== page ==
But the food scare of 2008, severe as it is, is only a symptom of a broader problem. The surge in food prices has ended 30 years in which food was cheap, farming was subsidised in rich countries and international food markets were wildly distorted. Eventually, no doubt, farmers will respond to higher prices by growing more and a new equilibrium will be established. If all goes well, food will be affordable again without the subsidies, dumping and distortions of the earlier period. But at the moment, agriculture has been caught in limbo. The era of cheap food is over. The transition to a new equilibrium is proving costlier, more prolonged and much more painful than anyone had expected.

"We are the canary in the mine," says Josette Sheeran, the head of the UN's World Food Programme, the largest distributor of food aid. Usually, a food crisis is clear and localised. The harvest fails, often because of war or strife, and the burden in the affected region falls heavily on the poorest. This crisis is different. It is occurring in many countries simultaneously, the first time that has happened since the early 1970s. And it is affecting people not usually hit by famines. "For the middle classes," says Ms Sheeran, "it means cutting out medical care. For those on $2 a day, it means cutting out meat and taking the children out of school. For those on $1 a day, it means cutting out meat and vegetables and eating only cereals. And for those on 50 cents a day, it means total disaster." The poorest are selling their animals, tools, the tin roof over their heads—making recovery, when it comes, much harder.

Because the problem is not yet reflected in national statistics, its scale is hard to judge. The effect on the poor will depend on whether they are net buyers of food or net sellers (see article); for some net buyers, the price rises may be enough to turn them into sellers. But by almost any measure, the human suffering is likely to be vast. In El Salvador the poor are eating only half as much food as they were a year ago. Afghans are now spending half their income on food, up from a tenth in 2006.

On a conservative estimate, food-price rises may reduce the spending power of the urban poor and country people who buy their own food by 20% (in some regions, prices are rising by far more). Just over 1 billion people live on $1 a day, the benchmark of absolute poverty; 1.5 billion live on $1 to $2 a day. Bob Zoellick, the president of the World Bank, reckons that food inflation could push at least 100m people into poverty, wiping out all the gains the poorest billion have made during almost a decade of economic growth.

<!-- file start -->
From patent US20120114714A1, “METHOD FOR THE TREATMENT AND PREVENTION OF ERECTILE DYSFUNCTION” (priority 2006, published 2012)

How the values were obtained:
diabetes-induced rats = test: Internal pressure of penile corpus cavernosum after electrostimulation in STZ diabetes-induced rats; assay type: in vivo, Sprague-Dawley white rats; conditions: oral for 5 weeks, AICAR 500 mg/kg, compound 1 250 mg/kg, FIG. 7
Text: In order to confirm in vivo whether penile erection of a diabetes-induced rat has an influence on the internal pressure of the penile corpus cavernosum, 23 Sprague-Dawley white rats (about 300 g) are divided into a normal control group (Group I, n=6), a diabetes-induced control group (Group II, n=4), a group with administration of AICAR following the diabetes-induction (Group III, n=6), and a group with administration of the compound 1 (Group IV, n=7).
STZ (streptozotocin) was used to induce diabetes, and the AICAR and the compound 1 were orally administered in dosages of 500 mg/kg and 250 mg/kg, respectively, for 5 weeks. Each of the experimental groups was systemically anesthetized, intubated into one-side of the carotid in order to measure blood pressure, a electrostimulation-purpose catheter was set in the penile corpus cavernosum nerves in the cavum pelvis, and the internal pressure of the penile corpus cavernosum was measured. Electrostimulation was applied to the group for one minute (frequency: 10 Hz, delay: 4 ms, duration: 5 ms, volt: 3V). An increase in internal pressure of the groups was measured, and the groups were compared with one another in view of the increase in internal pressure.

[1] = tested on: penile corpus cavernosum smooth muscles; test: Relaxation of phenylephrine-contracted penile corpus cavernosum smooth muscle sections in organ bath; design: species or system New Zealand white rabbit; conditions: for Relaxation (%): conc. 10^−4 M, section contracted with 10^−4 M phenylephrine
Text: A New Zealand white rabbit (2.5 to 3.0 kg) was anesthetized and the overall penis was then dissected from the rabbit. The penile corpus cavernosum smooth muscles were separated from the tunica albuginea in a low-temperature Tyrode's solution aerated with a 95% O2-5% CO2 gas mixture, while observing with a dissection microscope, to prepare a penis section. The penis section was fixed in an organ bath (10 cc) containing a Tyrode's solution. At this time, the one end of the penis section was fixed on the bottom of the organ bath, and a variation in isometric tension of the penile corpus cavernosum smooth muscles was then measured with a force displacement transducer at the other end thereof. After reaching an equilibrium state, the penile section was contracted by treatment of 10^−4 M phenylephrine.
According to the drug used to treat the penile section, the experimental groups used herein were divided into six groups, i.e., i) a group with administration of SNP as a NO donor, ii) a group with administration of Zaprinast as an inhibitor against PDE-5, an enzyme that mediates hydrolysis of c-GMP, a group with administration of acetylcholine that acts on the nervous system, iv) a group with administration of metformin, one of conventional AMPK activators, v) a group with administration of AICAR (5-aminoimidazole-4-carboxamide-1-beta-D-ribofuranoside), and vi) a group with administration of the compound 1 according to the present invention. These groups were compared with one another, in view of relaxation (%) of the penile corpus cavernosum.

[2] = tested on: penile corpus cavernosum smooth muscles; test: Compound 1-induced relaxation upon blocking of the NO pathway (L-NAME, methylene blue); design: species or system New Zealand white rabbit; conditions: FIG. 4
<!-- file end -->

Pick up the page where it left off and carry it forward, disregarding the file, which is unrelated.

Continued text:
Read the whole article here.

Wednesday, April 23, 2008

"Our Baptismal Promise: It's Not 'Politics as Usual!" -- by Elaine Thomas

We held an election in Pennsylvania yesterday. You may have heard something about it. The Democratic warriors trying to score the knockout blow against their opponent. At this writing, it would appear that the primary season is destined to continue. We’ll have the privilege of more weeks of hearing platitudes and promises that they occasionally might mean and perhaps might be able to deliver, though not likely in the grandiose forms in which they are now being presented. It’s all politics, and year after year I hold out hope for something real and genuine, as I do still, not quite hopelessly jaded to the process!

What would happen if you and I did not take our promises seriously, knowing that we might not really have to keep them in the end? If we could promise anything in return for something we desired, knowing that we might not really have to deliver? We’ve all made one big promise in our baptism – we signed on to a covenant, irrevocable and permanent. And even if you were an innocent and unaware infant, those promises made on your behalf are binding, and you renew them every time you witness a baptism yourself. I know a priest who, just prior to the renewal of the baptismal vows in the liturgy, invites anyone who might not be able to keep those promises to leave for that portion of the service lest they perjure themselves before God. Think about that the next time you promise to seek and serve Christ in all persons and strive for justice and peace among all people.